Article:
One day, my mother brought home another cat. At that time we lived on an upper floor of a building with a restaurant at street level, and she was worried about mice problem. Chubby wasn’t the type of cat you could entrust with a real job such as catching a mouse. I was happy to have a new cat do the job.
But Chubby wasn’t happy. As soon as the new cat arrived, Chubby distanced himself from me, huddling up in one corner, casting not even a single look at me. An opaque screen was put up between us; no amount of pleading could make him take it down. Then one day, when I came home after school, Chubby wasn’t there, I couldn’t find him anywhere. No one ever saw him again. To this day, I don’t know where he’d gone.
I don’t remember much about the new cat, and I’ve never had another pet since Chubby left. Perhaps deep down I feel obliged to stay loyal to him. Chubby was a bullheaded cat, but his demand for unconditional love leaves its mark. Even God needs Abraham to offer Him that.
I know about Abraham since I joined a Bible study in town. The small town I live in now has more church steeples than people. Before coming here, I didn’t even know the word Creationist; after living here for a while, I discovered there’re people in this world who would take every word of the Bible literally, and leave no room for second guess. Still, I joined the Bible study. Mostly to practice English, in part because I want to study the Bible, then there’s also a small part of me dying to fit in.
It’s curious to watch yourself forever tugged between two forces – a desire to belong, and the need to be a bystander on the sidelines at all costs.
A woman named Lori took me under her wing the first day I joined the Bible group. She became a Christian because she heard God’s voice told her to, and she’s been multiplying ever since and homeschooling her six kids. She told me to feel free to ask her any question.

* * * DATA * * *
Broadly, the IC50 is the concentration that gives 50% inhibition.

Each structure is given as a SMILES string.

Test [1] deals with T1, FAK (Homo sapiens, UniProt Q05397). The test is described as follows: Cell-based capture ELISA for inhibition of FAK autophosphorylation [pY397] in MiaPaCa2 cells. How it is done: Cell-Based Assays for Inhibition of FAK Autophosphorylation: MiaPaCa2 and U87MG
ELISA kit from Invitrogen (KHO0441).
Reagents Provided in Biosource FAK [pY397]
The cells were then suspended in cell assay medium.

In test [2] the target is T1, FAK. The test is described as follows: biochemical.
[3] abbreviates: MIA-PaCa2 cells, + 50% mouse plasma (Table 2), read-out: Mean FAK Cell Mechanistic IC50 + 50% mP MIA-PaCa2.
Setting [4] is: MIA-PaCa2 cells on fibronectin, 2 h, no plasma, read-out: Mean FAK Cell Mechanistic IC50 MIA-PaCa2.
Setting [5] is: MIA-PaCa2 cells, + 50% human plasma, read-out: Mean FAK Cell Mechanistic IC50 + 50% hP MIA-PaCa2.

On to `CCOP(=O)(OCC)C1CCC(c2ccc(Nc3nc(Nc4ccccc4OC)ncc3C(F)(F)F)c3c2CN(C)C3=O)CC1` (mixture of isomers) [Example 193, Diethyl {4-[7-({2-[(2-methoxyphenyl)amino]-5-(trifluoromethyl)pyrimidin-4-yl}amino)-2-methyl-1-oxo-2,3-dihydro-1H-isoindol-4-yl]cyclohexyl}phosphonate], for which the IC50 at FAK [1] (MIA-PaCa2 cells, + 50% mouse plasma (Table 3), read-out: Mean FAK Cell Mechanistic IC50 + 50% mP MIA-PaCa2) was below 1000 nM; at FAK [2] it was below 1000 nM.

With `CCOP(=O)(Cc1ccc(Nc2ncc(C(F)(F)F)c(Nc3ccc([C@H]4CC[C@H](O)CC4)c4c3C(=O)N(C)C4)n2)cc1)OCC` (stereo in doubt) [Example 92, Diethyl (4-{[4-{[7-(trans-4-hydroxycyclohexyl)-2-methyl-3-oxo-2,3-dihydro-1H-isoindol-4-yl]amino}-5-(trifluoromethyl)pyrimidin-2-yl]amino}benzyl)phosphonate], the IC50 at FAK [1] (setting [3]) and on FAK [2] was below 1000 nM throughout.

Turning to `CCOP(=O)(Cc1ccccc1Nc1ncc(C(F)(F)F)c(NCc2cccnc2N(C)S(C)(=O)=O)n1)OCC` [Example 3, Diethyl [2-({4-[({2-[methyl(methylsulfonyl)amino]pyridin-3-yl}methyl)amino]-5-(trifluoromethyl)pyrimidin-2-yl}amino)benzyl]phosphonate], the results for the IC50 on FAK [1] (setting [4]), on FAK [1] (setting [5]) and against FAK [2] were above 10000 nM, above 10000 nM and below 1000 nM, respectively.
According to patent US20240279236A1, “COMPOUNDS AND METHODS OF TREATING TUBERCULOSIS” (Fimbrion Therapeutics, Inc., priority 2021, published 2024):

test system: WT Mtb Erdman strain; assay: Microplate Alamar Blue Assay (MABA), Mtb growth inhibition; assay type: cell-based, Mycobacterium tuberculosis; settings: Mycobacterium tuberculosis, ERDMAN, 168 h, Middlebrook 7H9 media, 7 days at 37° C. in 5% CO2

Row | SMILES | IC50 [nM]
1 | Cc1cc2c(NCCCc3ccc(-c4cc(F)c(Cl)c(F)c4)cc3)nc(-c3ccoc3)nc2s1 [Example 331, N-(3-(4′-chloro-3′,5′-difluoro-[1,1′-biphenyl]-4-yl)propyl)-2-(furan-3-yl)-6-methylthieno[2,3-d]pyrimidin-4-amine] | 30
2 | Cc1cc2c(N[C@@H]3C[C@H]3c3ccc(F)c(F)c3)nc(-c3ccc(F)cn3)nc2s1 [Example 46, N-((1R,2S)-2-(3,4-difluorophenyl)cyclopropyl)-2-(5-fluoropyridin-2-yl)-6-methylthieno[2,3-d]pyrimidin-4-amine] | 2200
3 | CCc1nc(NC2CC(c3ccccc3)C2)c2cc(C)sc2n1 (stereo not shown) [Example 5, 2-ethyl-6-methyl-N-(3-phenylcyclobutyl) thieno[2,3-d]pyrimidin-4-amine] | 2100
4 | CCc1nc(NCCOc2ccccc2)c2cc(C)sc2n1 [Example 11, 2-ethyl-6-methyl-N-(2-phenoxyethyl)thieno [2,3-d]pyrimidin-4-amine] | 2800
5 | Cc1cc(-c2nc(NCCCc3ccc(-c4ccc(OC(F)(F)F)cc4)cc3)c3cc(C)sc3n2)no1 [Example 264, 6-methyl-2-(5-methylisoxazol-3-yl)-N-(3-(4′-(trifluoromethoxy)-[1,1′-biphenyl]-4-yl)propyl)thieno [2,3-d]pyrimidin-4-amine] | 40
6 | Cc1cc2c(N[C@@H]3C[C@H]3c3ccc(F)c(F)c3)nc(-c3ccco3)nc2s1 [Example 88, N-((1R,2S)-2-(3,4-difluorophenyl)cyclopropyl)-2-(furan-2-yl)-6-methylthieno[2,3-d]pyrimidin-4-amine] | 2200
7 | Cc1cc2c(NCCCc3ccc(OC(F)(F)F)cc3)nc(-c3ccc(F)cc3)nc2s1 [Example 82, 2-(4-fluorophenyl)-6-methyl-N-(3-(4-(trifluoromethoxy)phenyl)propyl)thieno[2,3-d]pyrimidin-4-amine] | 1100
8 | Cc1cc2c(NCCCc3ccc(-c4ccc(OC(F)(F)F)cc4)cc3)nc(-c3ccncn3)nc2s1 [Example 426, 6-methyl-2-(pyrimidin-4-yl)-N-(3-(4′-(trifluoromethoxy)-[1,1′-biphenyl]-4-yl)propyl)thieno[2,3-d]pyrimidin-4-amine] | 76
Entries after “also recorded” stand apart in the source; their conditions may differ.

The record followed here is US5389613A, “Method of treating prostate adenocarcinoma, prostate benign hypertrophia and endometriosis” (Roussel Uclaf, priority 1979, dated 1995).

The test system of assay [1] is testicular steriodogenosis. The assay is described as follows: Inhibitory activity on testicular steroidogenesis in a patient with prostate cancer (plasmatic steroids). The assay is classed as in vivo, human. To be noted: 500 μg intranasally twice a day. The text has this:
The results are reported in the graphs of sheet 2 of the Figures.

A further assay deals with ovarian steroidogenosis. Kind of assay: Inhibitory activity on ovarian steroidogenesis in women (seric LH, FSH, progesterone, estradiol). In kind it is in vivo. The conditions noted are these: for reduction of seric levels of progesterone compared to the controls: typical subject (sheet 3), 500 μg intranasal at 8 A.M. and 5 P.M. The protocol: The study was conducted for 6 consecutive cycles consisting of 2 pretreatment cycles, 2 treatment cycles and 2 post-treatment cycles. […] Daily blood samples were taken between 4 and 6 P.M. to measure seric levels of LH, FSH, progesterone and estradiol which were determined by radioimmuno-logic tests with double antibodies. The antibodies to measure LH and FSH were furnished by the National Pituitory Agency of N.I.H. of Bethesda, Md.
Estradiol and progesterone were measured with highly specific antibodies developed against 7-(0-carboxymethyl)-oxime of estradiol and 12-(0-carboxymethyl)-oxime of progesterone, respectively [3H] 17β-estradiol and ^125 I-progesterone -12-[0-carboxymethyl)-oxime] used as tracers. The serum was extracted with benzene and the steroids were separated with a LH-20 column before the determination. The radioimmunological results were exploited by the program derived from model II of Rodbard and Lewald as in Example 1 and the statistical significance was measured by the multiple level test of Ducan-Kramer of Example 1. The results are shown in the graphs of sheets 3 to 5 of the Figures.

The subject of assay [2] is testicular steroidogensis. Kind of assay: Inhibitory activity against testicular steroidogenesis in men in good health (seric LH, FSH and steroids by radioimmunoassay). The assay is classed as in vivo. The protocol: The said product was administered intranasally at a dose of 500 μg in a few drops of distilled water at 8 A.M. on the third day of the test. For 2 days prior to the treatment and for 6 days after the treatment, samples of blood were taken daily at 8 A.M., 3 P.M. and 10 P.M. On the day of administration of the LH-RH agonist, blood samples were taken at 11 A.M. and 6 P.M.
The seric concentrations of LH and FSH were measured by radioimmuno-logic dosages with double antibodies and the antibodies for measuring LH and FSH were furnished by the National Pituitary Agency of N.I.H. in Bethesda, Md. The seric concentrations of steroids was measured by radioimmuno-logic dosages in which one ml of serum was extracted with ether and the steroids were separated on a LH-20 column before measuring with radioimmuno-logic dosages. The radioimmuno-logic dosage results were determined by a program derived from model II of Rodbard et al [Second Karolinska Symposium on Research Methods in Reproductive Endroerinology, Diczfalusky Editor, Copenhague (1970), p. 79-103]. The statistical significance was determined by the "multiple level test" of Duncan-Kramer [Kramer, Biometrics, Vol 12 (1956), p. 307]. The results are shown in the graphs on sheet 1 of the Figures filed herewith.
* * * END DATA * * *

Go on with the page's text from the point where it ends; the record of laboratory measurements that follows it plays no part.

So I asked what God’s voice was like. She thought for a moment, then said it’s more like some inner knowledge than a voice. As we came upon the passage about God instructing Abraham to sacrifice Isaac, I asked if one day she heard God’s voice again, ordering her to sacrifice her kids, what would she do? At first she said she’d question whether it was really God’s voice. I reassured her that the voice would sound as real as the one she heard before.
“Then I would pray to God to give me faith to follow through with His command. A true Christian will put God before anyone and anything.” She said it with a staunch and slightly defiant look, glaring straight at some invisible spot in the air. The word ‘martyr’ occurred to my mind, somehow I used to mix up with ‘murder’. Strangely though, it gave me certain solace, as I realized Chubby was safer with me back then than Isaac is with Abraham. I would give Chubby up only when a truck was heading his way, but I would never give him up even if I heard God’s voice.
I envy the certainty Lori has about everything. She’s fiercely against abortion, but she supports death penalty. She’s against schools brainwashing kids to accept homosexuality, but she’s determined to instill the truth of Scripture into her kids as early as possible, so it would stick for life. And she’s against giving government the power to take away individual liberty, but when I asked, “Why not let your kids choose what to believe for themselves?” She said, “I am the mother, I know what’s best for my kids.”
As much as I envy Lori’s faith in her belief, for some reason I wish we all could be as free as Chubby. Sometimes I feel this urge to call out to all children born or unborn, “Run, Forrest, Run!”